Reopening California: Palo Alto students could go to school twice a week next year if new model is approved

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Thursday, May 14, 2020
Palo Alto students could go to school twice a week next year if new model is approved
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In Palo Alto, it is possible that middle school and high school students will be able to go to class twice a week if the new model is approved.

PALO ALTO, Calif. (KGO) -- It's the question weighing heavily on parents, students, and teacher's minds.

What will school look like in the fall?

Palo Alto Unified School District has a blueprint of what could end up happening in their system.

RELATED: California superintendent suggests staggered reopening of schools

"We're looking at 12-15 students in a classroom right now," says Superintendent Don Austin.

He says the district is looking at the possibility next year of having middle and high school students come to school two days a week and work from home the other three days.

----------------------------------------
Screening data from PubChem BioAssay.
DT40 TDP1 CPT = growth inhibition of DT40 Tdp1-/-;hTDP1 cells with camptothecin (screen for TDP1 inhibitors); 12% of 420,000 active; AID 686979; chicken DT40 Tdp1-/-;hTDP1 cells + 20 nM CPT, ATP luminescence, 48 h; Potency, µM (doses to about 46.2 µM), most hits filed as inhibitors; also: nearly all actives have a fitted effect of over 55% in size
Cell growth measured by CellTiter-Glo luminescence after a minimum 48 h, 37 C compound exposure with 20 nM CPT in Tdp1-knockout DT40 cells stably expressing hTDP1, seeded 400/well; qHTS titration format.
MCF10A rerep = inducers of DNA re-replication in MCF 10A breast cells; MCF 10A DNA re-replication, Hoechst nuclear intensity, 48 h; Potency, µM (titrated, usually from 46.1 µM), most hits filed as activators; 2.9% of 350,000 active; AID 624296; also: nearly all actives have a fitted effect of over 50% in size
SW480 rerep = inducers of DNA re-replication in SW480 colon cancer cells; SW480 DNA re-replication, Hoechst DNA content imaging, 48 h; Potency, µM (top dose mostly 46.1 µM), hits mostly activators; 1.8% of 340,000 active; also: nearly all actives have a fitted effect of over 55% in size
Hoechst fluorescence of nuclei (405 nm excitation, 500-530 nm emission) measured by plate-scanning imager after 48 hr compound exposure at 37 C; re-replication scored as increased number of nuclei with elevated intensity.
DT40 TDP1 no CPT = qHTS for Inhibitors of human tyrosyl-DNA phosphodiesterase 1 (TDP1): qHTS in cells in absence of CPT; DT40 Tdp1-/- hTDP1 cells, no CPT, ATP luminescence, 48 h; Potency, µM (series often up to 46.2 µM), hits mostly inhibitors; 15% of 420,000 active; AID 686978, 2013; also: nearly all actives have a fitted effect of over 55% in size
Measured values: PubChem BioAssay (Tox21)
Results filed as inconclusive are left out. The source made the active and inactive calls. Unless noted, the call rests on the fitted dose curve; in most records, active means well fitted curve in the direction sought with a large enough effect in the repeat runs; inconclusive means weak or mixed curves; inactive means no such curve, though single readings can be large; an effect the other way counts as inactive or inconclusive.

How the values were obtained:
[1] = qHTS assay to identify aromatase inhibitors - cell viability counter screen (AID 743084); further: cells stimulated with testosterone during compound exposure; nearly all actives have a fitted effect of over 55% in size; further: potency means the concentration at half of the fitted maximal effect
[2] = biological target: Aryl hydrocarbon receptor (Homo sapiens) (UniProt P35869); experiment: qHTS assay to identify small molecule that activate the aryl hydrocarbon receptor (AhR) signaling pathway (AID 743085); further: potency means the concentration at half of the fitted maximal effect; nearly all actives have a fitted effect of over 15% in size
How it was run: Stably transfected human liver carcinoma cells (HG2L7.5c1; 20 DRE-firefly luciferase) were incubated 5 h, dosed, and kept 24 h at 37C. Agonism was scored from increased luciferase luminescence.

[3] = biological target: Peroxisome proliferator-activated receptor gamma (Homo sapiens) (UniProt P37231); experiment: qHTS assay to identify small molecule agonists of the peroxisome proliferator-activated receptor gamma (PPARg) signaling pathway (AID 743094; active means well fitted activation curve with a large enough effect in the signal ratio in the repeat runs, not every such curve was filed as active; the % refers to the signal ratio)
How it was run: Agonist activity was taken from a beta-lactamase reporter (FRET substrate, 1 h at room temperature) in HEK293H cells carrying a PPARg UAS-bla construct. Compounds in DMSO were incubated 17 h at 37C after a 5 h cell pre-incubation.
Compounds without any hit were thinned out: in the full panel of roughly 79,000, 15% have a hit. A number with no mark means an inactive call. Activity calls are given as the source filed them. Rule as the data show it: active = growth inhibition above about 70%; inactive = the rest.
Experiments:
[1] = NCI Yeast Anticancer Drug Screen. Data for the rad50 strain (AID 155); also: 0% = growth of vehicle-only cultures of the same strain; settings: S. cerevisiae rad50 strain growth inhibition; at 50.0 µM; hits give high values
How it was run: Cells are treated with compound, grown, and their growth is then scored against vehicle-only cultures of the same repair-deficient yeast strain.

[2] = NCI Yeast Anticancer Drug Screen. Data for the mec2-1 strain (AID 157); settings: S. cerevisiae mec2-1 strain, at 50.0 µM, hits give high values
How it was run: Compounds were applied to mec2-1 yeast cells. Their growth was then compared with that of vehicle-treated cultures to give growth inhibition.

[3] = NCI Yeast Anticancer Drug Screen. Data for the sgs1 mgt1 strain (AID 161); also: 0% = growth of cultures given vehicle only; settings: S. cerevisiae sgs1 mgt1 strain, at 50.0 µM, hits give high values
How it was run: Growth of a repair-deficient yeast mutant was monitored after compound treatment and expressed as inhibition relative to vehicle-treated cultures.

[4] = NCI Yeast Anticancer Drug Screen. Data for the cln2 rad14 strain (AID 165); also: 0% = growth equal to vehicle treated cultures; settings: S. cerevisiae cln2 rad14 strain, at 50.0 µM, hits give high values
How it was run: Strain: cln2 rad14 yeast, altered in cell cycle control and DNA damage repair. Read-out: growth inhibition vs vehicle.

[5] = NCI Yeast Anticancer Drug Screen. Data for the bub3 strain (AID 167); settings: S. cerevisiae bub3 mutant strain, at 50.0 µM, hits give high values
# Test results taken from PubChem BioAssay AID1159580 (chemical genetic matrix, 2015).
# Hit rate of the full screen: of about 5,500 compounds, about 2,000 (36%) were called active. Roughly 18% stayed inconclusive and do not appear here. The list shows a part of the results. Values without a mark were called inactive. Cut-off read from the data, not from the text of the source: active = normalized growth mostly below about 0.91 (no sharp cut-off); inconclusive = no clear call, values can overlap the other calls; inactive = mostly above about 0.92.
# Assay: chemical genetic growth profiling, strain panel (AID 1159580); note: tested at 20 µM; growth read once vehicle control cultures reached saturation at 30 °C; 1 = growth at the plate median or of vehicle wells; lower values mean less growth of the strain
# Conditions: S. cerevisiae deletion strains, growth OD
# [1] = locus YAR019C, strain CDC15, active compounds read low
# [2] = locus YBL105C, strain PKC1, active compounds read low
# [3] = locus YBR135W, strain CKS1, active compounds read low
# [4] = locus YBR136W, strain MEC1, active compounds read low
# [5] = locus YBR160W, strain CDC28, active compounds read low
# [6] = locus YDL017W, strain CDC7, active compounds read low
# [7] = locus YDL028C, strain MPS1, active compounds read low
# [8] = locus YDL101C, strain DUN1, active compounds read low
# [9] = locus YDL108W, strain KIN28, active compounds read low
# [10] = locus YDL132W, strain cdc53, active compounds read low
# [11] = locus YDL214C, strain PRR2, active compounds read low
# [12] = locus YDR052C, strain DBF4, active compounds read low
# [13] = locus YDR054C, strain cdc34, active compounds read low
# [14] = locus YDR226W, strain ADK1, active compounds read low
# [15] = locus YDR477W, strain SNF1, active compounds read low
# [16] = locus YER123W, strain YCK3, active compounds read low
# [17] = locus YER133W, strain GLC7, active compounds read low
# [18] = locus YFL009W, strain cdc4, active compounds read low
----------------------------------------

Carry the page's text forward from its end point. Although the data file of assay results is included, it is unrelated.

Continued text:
"Students come for two days, the other half come for two days, and day five in our model would be teacher preparation day," Austin said.

Across the state, districts are closely looking at what can be done to ensure student safety during the COVID-19 pandemic.

"Many schools are considering having a rotating schedule each day. There would be a morning shift and an afternoon shift for other students as a way of keeping the class size small," says California state superintendent Tony Thurmond.

RELATED: State superintendent explains changes coming to schools this fall

When we asked you on Facebook about a two day 'at school' week for your kids you responded with dozens of comments - many taking it a step further with concerns about elementary school kids like Ishan, who is in first grade.

"If we do go back to work most of us can't afford to have a day care or someone to look after our kids," says Ishan's mom Ashiyana Begum.

Superintendent Austin says elementary school kids would not be included in his district's possible two-day 'at school' week.

"Our goal is to keep our elementary school students with us as much as physically possible."

But they're goals that could change depending on what happens state-wide with the virus.

"We're trying to create things that honor the social distancing requirements whatever those maybe but don't create a system that is scary for kids, schools should not be scary."

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